then the individual in need of care must have resided with the primary tax filer for a period of 1 year.
Financial Status Requirements
Requirements of the Claimer
In order to claim a dependent and consolidate the dependent’s medical expenses with your own, you must provide over half of the dependent’s financial support for the year in which you are filing. Support is considered in the year in which the bills were paid, not the year in which the services were provided.
There is an exception to the 50%-support rule made when several individuals, typically family members, together contribute at least 50% of the support for the elderly dependent. In this case, the contributors can prepare a mutually agreed-upon "Multiple Support Declaration", which allows one of the contributing individuals to claim the elderly as a dependent and deduct that elderly person’s medical expenses. When using a "Multiple Support Declaration", the tax filer needs only to have contributed 10% of the total.
Requirements of the Dependent
To qualify as a dependent, the individual’s gross income for the year must be less than $3,650. While that sounds very low, certain income sources are exempt; most importantly social security and supplemental security income. Pension income is not exempt.
There is not a hard asset limit for the dependent. However, typically, individuals with even a moderate level of assets often generate income from those assets and are, therefore, disqualified because they exceed the income level limit.
Veteran Status Requirements
Veteran status is not a factor in claiming a dependent's medical expenses for tax advantages.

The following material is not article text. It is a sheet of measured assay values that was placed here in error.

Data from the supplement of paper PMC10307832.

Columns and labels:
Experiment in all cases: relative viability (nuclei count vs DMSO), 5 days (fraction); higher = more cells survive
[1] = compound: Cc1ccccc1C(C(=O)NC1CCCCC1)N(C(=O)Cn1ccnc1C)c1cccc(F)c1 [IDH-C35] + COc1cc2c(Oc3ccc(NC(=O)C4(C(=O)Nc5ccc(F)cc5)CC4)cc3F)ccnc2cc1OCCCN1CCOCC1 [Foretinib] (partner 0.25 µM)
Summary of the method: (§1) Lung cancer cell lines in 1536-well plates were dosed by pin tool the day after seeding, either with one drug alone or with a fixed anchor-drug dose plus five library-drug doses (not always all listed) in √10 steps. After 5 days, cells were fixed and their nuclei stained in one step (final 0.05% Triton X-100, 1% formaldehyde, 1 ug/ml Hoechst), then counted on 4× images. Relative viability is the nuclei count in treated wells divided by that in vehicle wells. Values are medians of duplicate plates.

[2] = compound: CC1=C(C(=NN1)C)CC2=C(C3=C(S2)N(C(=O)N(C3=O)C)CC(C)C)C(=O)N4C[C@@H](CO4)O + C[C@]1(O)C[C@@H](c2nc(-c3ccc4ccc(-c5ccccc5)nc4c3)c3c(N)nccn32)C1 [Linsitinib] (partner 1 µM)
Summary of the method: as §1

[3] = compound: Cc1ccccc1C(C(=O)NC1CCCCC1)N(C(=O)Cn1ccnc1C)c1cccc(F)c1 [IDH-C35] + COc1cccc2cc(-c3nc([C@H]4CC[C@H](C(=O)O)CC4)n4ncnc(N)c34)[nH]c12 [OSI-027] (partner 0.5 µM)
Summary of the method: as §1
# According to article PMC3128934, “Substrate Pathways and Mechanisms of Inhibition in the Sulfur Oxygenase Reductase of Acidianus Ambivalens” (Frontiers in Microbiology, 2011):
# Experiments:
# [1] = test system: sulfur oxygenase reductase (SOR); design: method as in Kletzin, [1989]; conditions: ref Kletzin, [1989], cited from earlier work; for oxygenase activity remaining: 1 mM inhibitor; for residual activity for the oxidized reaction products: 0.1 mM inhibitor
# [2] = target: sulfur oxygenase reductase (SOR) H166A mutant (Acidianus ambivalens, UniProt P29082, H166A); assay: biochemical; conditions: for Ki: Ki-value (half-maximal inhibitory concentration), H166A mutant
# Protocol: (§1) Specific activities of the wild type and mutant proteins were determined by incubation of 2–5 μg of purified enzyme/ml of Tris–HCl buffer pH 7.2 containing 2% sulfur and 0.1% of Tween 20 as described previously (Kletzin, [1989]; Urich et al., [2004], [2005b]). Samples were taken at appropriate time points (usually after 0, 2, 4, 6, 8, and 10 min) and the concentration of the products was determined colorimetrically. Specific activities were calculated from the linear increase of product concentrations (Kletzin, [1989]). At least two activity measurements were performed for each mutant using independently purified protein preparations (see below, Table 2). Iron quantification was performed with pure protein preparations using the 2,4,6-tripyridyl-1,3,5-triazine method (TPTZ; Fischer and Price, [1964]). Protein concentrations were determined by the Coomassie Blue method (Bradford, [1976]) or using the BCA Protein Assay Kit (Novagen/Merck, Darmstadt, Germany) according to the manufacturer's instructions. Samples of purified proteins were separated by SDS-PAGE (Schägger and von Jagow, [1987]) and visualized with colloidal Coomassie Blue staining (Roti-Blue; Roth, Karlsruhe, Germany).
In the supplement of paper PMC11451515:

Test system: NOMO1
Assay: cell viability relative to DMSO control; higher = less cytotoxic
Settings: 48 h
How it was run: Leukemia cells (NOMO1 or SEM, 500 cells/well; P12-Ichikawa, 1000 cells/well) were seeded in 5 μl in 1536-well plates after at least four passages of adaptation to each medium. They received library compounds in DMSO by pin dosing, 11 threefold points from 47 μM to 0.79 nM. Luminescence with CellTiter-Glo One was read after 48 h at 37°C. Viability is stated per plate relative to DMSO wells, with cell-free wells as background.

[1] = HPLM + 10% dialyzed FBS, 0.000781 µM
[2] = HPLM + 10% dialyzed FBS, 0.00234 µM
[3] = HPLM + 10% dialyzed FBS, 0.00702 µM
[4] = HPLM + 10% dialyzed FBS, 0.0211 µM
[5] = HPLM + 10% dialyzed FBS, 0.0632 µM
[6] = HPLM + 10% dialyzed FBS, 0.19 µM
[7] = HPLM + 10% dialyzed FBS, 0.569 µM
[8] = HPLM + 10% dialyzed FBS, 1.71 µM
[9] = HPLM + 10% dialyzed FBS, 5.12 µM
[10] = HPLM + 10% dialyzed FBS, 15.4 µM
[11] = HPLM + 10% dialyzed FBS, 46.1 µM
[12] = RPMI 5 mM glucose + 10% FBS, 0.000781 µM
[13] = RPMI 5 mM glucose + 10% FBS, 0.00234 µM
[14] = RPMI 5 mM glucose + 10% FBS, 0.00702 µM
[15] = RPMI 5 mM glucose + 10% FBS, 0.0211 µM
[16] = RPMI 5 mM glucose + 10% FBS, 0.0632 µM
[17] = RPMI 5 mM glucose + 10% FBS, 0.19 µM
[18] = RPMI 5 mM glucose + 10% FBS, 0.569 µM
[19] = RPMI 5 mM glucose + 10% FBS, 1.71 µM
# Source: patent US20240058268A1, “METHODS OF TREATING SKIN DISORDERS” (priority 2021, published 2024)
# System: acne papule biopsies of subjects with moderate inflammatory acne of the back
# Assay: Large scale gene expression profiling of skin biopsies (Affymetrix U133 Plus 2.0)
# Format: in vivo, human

To claim a dependent to deduct his or her medical expenses for tax purposes, the dependent must be a U.S. citizen, or national, or a legal resident of the United States, Canada, or Mexico for at least part of the calendar year for which taxes are being filed.
Benefits of Tax Deductions of an Elderly Dependent’s Medical Expenses
Types of Benefit Payout
Benefits come in the form of reduced overall tax for a family and, therefore, this enables more resources to be applied towards the long-term care of a loved one.
Restrictions on How Payout Can be Used
A tax deduction does not generate a payout.
Benefits Amounts & Limits
Tax filers can deduct the amount of medical expenses that exceed 7.5% of their adjusted gross income (your AGI is found on form 1040, line 38). Or stated in another way, subtracting 7.5% (.075) of your AGI from your total medical expenses will yield your medical expense deduction.
For example, if your adjusted gross income was $50,000, and your total paid medical expenses were $10,000, your medical expense deduction would be $6,250 as shown in the table below. Assuming a typical tax rate of 16%, the annual tax savings would be approximately $1,000 that could be used to help pay for long-term care.
|7.5% of AGI
|Medical Expenses - 7.5% of AGI
||Medical Exp. Deduction
||$50,000 x 7.5% = $3,750
||$10,000 - $3,750 = $6250
Time to Receive Benefits
The tax savings would be realized once annually at the time federal taxes are filed. For those filing estimated quarterly tax payments, 25% of this amount would be realized every 3 months.
This Source Can Help For
There are no restrictions on how families can use money saved on their federal taxes.
Costs of Tax Deductions of an Elderly Dependent’s Medical Expenses
There are no costs associated with adding an elderly dependent to your tax return.
How to Apply for Tax Deductions of an Elderly Dependent’s Medical Expenses
It is not necessary to apply for tax deductions. When filing a tax return, families need to use a Form 2441
to claim the dependent credit and Schedule A
for the medical deduction.
Page Reviewed / Updated - Jan. 2013